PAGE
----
Mad Avenue 7/10/08

Does anyone else see the relationship between Madison Avenue culture and values and the moral and ethical decline of America? I don’t think it is a topic that comes up often, with such juicy stuff as Iraq, oil, the economy, health care, the environment and transportation dominating the sociopolitical dialogue. The pervasive culture of advertising in America is probably more effective as a back burner issue than if people were discussing it daily. I believe that strategy is by design. Madison Avenue doesn’t want you to know just how much they effect your life.

It’s ok for men to lie to their wives and girlfriends in order to go out drinking with the boys. An expensive, hot car will help break the glass ceiling for women. Fast food is cool. Having gray hair means you won’t be getting any more sex. Go ahead and marry that trophy wife, you will still be able to satisfy her with the help of our pills (although you may have to invest in matching bear claw bathtubs). There is such a thing as clean coal and it is good for America. These are just some of the myriad lies, half truths and myths that advertising would have us believe. And I haven’t even addressed the female body issues which permeate our marketing landscape.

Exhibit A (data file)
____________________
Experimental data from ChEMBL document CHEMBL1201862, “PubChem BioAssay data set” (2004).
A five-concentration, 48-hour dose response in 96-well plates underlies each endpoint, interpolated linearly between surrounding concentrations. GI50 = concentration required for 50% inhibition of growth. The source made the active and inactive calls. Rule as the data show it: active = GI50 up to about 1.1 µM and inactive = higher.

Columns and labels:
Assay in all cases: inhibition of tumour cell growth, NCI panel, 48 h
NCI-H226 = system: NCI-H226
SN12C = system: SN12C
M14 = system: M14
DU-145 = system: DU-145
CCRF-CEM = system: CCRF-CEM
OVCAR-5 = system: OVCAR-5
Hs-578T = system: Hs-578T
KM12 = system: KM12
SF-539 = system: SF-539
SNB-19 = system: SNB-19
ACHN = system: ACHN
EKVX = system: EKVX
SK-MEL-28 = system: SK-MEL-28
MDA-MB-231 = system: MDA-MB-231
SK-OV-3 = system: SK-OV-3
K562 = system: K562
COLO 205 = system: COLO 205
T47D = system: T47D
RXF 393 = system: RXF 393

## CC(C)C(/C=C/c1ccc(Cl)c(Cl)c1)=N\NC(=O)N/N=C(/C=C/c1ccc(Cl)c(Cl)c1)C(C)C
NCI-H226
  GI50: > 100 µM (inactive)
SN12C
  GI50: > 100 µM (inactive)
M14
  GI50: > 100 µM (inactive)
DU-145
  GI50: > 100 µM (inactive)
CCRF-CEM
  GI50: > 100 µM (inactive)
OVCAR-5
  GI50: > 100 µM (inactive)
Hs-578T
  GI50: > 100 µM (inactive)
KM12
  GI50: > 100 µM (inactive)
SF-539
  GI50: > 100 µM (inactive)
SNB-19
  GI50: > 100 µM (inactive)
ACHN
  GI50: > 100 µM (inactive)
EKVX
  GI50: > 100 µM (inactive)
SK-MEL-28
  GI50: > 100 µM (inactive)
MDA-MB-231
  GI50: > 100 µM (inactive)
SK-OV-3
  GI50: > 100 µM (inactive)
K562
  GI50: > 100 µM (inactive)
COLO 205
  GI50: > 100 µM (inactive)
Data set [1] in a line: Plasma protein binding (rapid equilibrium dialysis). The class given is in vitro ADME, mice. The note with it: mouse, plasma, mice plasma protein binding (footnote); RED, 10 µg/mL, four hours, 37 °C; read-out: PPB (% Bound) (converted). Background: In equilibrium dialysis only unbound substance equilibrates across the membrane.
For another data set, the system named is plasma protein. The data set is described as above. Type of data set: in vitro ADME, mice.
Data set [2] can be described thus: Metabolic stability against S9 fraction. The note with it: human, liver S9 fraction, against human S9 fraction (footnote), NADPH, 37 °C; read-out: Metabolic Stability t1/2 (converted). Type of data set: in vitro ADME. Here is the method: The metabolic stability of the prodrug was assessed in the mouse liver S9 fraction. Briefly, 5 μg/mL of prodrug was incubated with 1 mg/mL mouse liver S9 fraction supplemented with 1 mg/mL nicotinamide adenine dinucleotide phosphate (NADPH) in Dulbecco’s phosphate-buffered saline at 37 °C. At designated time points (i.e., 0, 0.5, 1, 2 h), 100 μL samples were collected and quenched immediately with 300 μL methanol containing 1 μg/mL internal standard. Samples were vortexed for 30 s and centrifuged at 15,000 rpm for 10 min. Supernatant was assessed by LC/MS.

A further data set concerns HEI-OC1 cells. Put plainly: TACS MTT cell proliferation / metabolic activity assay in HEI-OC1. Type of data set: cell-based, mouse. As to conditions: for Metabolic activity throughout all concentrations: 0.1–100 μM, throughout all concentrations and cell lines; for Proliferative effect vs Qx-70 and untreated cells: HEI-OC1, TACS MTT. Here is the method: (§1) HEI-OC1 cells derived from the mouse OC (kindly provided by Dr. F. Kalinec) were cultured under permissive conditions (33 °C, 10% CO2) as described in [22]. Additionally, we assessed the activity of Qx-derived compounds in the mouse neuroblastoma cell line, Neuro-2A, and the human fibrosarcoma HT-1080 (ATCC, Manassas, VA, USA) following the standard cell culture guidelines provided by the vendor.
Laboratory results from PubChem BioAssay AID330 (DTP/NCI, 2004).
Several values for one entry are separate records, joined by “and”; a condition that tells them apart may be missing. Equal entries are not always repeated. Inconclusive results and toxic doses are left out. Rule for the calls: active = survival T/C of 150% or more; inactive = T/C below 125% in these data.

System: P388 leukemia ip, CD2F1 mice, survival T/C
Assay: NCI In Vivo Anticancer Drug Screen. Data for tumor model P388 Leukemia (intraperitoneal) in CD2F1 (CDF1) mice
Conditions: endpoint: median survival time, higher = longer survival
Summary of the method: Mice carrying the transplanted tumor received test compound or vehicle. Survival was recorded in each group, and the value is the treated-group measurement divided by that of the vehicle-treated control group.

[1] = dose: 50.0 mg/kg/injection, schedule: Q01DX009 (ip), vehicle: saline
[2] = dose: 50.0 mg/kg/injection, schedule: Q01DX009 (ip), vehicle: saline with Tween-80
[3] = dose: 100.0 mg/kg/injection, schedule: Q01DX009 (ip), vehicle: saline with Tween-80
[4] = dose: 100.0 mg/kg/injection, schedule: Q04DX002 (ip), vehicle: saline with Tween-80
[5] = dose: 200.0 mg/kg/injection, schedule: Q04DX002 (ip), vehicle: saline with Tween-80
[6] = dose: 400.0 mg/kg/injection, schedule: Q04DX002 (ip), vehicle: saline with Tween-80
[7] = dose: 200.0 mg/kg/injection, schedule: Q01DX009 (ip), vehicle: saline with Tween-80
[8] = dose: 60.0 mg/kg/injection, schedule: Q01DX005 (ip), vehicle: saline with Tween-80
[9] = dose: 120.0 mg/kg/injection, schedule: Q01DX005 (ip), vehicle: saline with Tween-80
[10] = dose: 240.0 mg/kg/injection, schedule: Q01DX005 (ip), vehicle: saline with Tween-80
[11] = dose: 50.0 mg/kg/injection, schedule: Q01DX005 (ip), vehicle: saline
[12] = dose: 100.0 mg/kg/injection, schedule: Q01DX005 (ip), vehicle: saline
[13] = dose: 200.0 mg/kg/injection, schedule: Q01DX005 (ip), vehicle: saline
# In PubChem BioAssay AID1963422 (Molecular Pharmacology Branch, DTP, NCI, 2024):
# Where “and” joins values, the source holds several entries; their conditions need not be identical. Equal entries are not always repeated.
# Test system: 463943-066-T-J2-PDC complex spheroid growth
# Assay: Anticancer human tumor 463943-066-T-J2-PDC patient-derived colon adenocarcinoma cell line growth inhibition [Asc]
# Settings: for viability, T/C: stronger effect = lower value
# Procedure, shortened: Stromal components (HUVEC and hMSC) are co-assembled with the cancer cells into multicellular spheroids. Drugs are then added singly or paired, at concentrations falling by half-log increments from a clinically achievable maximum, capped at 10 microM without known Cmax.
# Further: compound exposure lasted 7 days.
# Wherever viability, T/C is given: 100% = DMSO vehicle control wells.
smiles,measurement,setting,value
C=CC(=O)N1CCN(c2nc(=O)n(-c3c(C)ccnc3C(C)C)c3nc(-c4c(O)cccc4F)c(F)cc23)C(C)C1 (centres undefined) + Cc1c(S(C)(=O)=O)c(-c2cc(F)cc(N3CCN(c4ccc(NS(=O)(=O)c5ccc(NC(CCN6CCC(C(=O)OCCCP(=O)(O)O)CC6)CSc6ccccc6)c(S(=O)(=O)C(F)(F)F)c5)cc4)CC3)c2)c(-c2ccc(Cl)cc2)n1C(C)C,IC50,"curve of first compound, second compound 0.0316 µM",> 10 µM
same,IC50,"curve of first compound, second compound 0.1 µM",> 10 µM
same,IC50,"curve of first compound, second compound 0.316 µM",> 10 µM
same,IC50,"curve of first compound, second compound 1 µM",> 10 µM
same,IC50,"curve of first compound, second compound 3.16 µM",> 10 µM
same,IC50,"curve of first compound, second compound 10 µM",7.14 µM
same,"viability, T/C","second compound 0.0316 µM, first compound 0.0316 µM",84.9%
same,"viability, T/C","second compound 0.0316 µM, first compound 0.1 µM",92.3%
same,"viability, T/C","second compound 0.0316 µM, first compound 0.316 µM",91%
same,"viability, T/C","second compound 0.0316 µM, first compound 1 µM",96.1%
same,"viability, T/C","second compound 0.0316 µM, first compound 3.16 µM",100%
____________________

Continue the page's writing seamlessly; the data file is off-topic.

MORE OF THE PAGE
Advertising is such a deeply established tradition in America that we barely notice how ingrained in our consciousness the messages have become. I continually tell my teenage daughter that someone has spent plenty of money trying to get you to spend yours. She sort of gets it. I also tell her that if somebody is spending lots of money trying to convince you that something is good for you it probably isn’t.

Advertising is a multi-billion dollar business and much of our broadcast entertainment would not exist without it. I often wonder if paying for TV and radio would be a better alternative than being subjected to the constant brainwashing of ad after ad imploring us to buy stuff we don’t need. In any event, not everyone has the requisite will to resist the bombardment we are under over the airwaves and in print media, not to mention the supersized billboards that distract us on the highways.

Americans must change their lifestyles to adjust to the drastic changes they will experience in the 21st century. Madison Avenue isn’t helping one iota.

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